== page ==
Whether you’re introducing a uniform for the first time, or simply refreshing your staff image, there’s a lot to consider when choosing your workwear. To help you make an informed decision, we identify below three of the most common challenges:
After investing in a smart uniform, you’ll want it to look its best for as long as possible. So, beware of fading. We imagine your staff want to come to work looking clean and smart – this means they are likely to wash their uniform regularly (depending how many of each garment they have been allocated). In addition, if their job involves anything physical or messy, they’ll probably wash it at a high temperature. Both frequent washing and high heats can lead to colours fading. If staff work outside, the sun could also contribute to further bleaching.
You can reduce the likelihood of fading by carefully considering the fabrics used. Often, uniforms are made of natural cotton as it has a reputation for being breathable. However, it doesn’t hold its colour or shape as well as synthetic fabrics such as polyester, which wash more reliably. By selecting the right mix of fabrics – for example a cotton-polyester mix – you could achieve the best of both: a breathable uniform that retains its true colour and shape for longer.
When choosing your uniform, it is important the garments are available in the full range of sizes. However, this isn’t limited to the sizes you may find on the high-street. If you are mandating a uniform for staff, you don’t want to exclude anyone based on their size or shape, as this could be unpleasant for the individual and potentially lead to accusations of discrimination against your company.
To avoid this, you should select a range of garments which caters for the entire spectrum of sizes – including petite and plus size garments, as well as maternity wear. Check in advance that these sizes are available, so you don’t have any surprises further down the line should a staff member require a less common size or fit.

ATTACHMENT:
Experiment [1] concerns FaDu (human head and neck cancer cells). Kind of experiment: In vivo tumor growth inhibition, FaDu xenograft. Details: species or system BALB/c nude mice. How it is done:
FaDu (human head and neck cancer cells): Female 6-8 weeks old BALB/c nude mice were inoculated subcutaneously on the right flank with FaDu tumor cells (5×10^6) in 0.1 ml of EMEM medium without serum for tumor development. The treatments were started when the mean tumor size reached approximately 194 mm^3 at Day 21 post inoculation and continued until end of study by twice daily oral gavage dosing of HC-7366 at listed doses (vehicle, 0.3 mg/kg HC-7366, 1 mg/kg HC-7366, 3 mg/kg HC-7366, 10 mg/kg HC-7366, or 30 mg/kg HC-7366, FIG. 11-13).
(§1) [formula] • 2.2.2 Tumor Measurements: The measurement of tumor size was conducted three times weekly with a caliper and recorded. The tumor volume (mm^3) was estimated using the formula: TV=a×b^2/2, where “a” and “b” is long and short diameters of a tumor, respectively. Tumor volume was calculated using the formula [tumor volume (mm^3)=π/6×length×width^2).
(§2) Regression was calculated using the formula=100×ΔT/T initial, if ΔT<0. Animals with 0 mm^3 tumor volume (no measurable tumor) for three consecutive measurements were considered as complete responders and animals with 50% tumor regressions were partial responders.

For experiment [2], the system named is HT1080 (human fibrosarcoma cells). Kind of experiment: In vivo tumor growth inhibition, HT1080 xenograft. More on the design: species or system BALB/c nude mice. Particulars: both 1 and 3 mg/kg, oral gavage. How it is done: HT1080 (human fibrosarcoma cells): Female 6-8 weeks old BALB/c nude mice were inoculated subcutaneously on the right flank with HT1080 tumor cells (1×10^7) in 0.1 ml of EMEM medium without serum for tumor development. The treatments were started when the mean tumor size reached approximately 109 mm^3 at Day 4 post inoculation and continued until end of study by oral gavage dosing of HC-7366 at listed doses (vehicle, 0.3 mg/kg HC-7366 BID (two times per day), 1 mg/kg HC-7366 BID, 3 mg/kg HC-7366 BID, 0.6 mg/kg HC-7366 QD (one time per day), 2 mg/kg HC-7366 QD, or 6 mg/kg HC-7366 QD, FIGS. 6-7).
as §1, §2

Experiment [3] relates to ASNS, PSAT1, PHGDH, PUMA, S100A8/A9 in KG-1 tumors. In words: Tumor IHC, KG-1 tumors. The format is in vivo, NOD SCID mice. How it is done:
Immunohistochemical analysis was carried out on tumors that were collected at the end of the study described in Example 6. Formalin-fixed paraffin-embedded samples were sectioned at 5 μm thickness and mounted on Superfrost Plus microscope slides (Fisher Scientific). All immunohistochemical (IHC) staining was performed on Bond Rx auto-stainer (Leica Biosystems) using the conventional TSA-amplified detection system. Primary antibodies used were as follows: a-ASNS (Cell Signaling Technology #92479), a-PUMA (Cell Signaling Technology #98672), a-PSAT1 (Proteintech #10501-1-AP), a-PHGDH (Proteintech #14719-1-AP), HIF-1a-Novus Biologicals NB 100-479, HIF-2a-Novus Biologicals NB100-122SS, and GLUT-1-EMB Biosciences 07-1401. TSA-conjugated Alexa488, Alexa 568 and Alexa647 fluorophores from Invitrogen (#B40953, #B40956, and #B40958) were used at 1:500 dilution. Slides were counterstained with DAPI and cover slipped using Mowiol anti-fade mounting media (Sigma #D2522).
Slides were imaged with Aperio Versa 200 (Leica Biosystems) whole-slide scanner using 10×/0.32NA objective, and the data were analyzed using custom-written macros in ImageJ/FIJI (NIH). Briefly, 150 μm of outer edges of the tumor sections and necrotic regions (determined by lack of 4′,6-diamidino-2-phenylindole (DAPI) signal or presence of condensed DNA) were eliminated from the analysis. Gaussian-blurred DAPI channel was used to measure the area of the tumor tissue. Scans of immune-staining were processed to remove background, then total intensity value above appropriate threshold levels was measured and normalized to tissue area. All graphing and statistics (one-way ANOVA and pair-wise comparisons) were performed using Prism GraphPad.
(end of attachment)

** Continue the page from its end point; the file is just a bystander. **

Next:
For many companies, one of the key objectives when introducing a uniform is to make their staff stand-out. Thanks to innovations in printing and embroidery, many workwear items can be personalised with your brand. However, these garments are often generic products which can be branded for any company. So, although your staff will be identifiable, they may not look unique.
If you really want your staff to stand-out, there are bespoke options available. There are manufacturers out there who can design and produce a uniform specifically for you, including the specific style, fabrics, features and colours you desire. The feasibility of this option will depend on your scale and budget. There are often large minimum order quantities, commonly around 500 garments. However, some workwear suppliers – like WorkwearTeam – can underwrite this stock, so you only pay for individual garments as you order them.
Another handy tip: when placing a bulk order, it’s essential to have a good idea how many of each size you will need, so you don’t have to place costly follow-up orders. If you have any purchasing data from past uniform orders, this can help make an educated forecast to use as a stock profile.
We hope these tips will help you choose a durable uniform that will give staff of all shapes and sizes a smart, professional image.
For more tips about how to choose your uniform – or to discuss our range of garments – contact one of our workwear specialists today.